(4)  ‘Health at a Glance: Europe 2018 — State of Health in the EU Cycle’ https://ec.europa.eu/health/sites/health/files/state/docs/2018_healthatglance_rep_en.pdf

(5)  2017/C 440/05.

(6)  COM(2018) 233 final.

(7)  COM(2015) 192 final.

(8)  COM(2016) 179 final.

(9)  COM(2017) 228 final.

(10)  Directive (EU) 2016/2102 of the European Parliament and of the Council of 26 October 2016 on the accessibility of the websites and mobile applications of public sector bodies (OJ L 327, 2.12.2016, p. 1) (Web Accessibility Directive).

(11)  Commission Decision (EU) 2015/1302 of 28 July 2015 on the identification of ‘Integrating the Healthcare Enterprise’ profiles for referencing in public procurement (OJ L 199, 29.7.2015, p. 43).

(12)  https://www.ihe.net/ and https://www.ihe-europe.net/

(13)  Regulation (EU) No 910/2014 of the European Parliament and of the Council of 23 July 2014 on electronic identification and trust services for electronic transactions in the internal market and repealing Directive 1999/93/EC (OJ L 257, 28.8.2014, p. 73).

(14)  Directive (EU) 2016/1148 of the European Parliament and of the Council of 6 July 2016 concerning measures for a high common level of security of network and information systems across the Union (OJ L 194, 19.7.2016, p. 1).

(15)  See Joint Communication on Resilience, Deterrence and Defence: Building strong cybersecurity for the EU, point 2.2 (JOIN(2017) 450 final).

(16)  https://ec.europa.eu/cefdigital/wiki/display/EHOPERATIONS/eHealth+DSI+Operations+Home

(17)  https://ec.europa.eu/health/sites/health/files/ehealth/docs/ev_20151123_co03_en.pdf

(18)  https://ec.europa.eu/programmes/horizon2020/en/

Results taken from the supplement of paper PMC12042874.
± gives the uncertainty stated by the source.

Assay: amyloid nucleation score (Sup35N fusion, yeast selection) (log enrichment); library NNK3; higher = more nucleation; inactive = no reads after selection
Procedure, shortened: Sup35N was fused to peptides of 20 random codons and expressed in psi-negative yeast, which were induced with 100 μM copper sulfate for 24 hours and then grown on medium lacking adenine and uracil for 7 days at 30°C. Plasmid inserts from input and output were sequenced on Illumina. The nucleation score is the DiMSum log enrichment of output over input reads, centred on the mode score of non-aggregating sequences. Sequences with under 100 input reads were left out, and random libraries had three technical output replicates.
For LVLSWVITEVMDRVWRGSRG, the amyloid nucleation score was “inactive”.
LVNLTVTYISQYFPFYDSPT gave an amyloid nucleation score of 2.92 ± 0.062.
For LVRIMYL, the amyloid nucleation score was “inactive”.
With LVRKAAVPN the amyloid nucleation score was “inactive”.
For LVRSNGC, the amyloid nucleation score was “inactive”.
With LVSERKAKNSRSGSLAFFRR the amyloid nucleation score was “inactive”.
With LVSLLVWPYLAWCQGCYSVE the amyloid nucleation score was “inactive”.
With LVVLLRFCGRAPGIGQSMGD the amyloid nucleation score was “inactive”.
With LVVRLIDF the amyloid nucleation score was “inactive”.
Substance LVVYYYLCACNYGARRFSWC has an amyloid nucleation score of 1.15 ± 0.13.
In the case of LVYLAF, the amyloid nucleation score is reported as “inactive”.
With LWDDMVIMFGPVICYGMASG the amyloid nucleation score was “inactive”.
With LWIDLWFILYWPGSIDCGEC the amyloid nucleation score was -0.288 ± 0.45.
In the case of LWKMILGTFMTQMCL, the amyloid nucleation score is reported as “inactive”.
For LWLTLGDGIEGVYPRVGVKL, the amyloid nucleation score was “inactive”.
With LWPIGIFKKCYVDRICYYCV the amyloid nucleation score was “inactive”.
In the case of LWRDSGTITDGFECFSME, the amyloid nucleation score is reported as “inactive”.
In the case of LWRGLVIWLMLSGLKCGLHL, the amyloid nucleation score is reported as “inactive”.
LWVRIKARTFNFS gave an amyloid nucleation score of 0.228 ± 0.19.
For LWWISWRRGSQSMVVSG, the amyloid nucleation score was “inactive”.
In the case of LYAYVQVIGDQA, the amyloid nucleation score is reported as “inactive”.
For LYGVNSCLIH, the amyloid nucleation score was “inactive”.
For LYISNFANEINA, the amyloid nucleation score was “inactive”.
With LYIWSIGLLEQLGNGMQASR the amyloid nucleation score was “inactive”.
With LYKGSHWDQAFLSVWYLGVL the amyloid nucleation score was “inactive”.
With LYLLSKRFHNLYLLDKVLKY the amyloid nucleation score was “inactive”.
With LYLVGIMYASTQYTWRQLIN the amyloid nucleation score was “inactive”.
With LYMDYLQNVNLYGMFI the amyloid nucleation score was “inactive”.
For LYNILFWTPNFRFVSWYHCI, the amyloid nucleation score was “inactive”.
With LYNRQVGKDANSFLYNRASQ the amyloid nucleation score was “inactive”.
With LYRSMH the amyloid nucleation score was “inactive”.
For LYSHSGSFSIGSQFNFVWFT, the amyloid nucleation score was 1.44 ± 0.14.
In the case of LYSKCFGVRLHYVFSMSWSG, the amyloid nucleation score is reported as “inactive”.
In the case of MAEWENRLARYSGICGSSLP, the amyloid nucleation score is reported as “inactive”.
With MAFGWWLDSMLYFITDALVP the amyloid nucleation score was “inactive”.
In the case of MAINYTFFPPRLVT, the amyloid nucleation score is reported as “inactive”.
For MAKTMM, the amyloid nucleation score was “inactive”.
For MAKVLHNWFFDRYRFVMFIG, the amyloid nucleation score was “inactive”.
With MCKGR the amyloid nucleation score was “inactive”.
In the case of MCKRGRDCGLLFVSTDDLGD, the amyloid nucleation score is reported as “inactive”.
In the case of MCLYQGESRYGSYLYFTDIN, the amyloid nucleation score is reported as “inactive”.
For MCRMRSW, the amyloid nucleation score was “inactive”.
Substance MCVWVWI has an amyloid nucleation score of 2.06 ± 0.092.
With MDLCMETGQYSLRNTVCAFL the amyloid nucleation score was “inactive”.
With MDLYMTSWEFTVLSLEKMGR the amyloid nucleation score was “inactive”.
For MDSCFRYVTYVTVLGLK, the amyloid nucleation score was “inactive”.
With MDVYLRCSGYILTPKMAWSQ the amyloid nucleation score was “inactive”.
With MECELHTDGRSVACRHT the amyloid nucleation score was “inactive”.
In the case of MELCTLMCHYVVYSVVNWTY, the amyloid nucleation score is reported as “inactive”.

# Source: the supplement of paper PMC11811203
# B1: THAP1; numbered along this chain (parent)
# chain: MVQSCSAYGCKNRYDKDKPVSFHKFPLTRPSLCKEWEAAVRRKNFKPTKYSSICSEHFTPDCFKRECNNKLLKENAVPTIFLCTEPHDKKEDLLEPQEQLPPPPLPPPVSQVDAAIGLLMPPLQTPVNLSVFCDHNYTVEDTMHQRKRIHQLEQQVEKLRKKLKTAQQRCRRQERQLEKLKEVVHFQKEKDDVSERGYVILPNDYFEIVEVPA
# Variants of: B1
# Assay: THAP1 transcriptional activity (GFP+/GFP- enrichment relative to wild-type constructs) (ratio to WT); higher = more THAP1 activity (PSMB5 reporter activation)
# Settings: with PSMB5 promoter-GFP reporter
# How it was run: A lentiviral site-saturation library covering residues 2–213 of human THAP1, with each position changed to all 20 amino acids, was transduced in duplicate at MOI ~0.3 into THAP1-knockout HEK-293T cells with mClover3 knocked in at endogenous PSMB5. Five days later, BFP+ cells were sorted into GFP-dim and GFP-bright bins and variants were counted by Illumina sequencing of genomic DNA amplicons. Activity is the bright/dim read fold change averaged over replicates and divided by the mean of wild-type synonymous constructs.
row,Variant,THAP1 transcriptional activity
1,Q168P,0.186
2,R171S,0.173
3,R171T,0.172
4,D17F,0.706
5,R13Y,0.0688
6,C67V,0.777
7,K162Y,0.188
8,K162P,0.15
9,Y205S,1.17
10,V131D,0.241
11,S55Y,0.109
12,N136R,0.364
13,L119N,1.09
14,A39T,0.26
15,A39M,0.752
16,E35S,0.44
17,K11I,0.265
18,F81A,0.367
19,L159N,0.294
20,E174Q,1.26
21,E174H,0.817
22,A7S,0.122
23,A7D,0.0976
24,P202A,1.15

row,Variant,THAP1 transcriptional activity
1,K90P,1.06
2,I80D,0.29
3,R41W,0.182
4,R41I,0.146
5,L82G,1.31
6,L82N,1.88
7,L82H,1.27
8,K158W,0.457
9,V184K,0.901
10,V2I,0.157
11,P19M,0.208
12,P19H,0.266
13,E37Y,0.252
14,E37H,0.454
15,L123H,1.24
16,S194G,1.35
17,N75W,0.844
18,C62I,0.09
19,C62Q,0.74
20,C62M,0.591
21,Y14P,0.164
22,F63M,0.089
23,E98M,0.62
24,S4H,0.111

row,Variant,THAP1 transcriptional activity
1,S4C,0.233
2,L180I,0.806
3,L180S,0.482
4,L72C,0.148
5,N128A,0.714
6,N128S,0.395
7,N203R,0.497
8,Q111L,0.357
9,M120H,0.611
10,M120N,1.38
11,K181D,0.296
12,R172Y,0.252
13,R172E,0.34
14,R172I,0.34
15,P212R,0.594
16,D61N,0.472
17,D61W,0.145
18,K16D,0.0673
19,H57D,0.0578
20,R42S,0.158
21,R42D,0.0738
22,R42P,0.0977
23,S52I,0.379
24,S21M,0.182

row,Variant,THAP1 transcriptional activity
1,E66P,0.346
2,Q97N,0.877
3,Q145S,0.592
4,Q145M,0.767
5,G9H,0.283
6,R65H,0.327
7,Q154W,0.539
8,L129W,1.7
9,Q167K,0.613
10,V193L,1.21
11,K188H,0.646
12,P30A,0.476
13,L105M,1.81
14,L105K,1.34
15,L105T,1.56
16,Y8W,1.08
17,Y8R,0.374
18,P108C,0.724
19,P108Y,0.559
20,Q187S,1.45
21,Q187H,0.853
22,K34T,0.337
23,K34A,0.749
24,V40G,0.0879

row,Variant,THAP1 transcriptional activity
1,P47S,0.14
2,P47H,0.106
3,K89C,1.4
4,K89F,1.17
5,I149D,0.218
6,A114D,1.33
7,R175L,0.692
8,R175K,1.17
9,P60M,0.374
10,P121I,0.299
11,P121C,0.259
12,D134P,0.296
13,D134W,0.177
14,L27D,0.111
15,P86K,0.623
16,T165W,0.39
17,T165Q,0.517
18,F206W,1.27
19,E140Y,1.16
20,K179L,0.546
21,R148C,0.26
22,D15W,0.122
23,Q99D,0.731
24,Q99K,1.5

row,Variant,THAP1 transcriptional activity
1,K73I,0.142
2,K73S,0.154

ANNEX

1.   Principles

(a)   Citizen-centric by design

Citizens should be central to the way in which systems are designed. Such systems are to be designed to implement the principles of data protection by design and by default to meet the requirements of the General Data Protection Regulation.

(b)   Comprehensiveness and machine-readability

Electronic health records should be as comprehensive as possible in order to support health and care services throughout the Union.

Health data introduced in electronic health records should be machine-readable to the extent required by reasonable intended reuse of those data. Information should be structured and codified in the most practical way possible, with a view to making health data interoperable, including across borders.

(c)   Data protection and confidentiality

Electronic Health Record systems and interoperability solutions have to guarantee the confidentiality of personal health data and conform with all aspects of data protection legislation, from their design stage onward.